American Civil Liberties Union legal director David Cole, also arguing for the state, responded to a statement from Chief Justice John Roberts, who pointed out that the 2015 marriage equality decision expressed respect for those with differing religious views about marriage. Cole said the decision didn’t say that businesses could turn away gay customers. And Justice Sonia Sotomayor spoke at length on historic discrimination against LGBT people.
Neil Gorsuch, Donald Trump's first appointee to the court, said the remedy imposed by the state of Colorado raised concerns for him -- that Phillips had to give his staff training in avoiding anti-LGBT discrimination. This means Phillips had to tell the staff, which includes members of his family, that his own religious beliefs are discriminatory, Gorsuch said.
But the conservative Gorsuch also noted some of the same concerns as liberal justices like Breyer, saying exemptions to antidiscrimination laws should not be overly broad.
There was some levity in the courtroom as justices discussed the merits of different types of food and wondered if other wedding-related services, such as hair styling, could be considered artistic expression. “Why is there no speech in creating a wonderful hairdo?” Kagan asked.
After the hearing, Cole released a statement saying, “It is hard to overstate the implications of this case. Jack Phillips has claimed he has a First Amendment right to discriminate against same-sex couples. He does not. Businesses open to the public may not choose their customers. These laws ensure that everyone, including gay people, have the freedom to walk into a business and know that they will be treated the same way. A decision against Charlie and Dave would allow businesses across the country to argue that they too can refuse service based on who the customer is. As we argued in court today, the justices have an obligation to defend the principle of equal dignity under the law for all Americans — including Dave and Charlie.” Mullins told reporters outside the court that being turned away by Phillips made the couple feel like “second-class citizens in our society,” according to Reuters.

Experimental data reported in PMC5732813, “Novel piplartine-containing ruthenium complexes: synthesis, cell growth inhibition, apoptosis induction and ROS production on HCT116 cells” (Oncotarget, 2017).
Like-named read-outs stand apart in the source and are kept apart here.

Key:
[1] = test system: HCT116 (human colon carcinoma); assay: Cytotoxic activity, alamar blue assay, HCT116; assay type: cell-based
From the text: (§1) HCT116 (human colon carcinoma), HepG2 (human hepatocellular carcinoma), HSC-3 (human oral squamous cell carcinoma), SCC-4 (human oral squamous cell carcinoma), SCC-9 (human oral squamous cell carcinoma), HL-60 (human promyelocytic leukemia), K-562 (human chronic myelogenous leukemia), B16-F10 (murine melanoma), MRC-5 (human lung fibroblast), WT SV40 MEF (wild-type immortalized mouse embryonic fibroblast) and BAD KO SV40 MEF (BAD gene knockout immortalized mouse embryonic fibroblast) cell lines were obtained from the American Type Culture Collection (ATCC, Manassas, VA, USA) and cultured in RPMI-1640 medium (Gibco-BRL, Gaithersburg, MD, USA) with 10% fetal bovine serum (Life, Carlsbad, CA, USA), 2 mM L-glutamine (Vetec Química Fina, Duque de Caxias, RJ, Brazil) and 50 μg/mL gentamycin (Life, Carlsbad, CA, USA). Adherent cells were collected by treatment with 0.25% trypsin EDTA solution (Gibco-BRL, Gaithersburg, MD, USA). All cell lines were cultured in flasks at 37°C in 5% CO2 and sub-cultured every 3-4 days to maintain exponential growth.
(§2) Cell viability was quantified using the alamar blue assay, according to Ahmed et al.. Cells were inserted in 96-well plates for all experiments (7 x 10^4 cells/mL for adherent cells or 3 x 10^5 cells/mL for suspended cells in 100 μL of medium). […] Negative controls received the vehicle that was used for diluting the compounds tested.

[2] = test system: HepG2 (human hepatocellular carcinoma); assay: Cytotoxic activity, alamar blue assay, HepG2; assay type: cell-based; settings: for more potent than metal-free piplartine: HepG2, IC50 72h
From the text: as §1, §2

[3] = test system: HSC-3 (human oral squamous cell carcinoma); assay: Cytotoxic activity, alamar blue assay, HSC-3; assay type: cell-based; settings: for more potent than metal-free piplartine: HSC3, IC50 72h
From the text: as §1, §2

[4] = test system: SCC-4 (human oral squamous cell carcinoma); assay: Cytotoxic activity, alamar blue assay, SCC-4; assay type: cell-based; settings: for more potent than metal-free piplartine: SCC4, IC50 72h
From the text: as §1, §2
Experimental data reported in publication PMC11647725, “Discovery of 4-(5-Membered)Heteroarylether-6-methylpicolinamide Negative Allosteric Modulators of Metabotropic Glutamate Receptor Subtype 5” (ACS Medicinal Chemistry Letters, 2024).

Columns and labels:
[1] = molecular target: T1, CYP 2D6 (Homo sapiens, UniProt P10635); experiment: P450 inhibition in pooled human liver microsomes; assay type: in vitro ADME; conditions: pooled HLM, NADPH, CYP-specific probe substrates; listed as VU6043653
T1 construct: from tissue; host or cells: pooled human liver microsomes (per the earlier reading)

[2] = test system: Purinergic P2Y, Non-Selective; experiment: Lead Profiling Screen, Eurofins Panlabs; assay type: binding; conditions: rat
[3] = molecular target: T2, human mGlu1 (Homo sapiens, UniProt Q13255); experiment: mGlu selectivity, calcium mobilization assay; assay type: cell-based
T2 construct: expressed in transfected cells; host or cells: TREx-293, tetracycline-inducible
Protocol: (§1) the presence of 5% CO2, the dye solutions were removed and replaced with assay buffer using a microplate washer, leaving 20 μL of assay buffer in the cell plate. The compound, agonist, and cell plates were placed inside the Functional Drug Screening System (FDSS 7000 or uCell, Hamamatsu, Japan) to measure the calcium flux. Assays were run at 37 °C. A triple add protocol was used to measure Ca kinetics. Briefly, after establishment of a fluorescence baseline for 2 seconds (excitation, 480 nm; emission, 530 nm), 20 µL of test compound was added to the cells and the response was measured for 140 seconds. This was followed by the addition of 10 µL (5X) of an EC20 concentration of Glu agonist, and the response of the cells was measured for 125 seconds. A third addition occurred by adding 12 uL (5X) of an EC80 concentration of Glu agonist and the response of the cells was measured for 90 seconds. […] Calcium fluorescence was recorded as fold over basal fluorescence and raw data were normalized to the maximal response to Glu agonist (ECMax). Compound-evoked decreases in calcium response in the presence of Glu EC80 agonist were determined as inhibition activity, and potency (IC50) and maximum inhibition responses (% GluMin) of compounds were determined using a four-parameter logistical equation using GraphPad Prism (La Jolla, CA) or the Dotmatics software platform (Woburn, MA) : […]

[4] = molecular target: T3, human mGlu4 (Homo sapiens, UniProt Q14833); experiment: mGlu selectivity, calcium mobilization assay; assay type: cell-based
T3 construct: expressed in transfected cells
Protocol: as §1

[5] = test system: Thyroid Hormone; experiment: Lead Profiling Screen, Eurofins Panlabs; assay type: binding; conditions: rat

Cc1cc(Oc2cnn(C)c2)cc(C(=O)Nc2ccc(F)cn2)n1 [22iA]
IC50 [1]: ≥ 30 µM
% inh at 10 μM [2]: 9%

Phillips, meanwhile, made his argument to reporters , saying, “It’s hard to believe that the government is forcing me choose between providing for my family and my employees, and violating my relationship with God.”
House Minority Leader Nancy Pelosi issued a statement in support of Mullins and Craig. "The oral arguments heard today will make clear that no business or organization open to the public can hide their discriminatory practices behind the guise of religious liberty," she said. "The Masterpiece Cakeshop case is about the most fundamental right of all Americans to be free from persecution and discrimination. As a nation built on the ideals of freedom and justice for all, we must always seek to remain faithful to those indispensable values. The Supreme Court must once again affirm that no law sanctions discrimination and that every American has the right to be treated fairly and equally.”
A ruling in the case is expected by the summer, and Kennedy will likely be the deciding vote, SCOTUSBlog reports.
This story is developing. Check back for updates.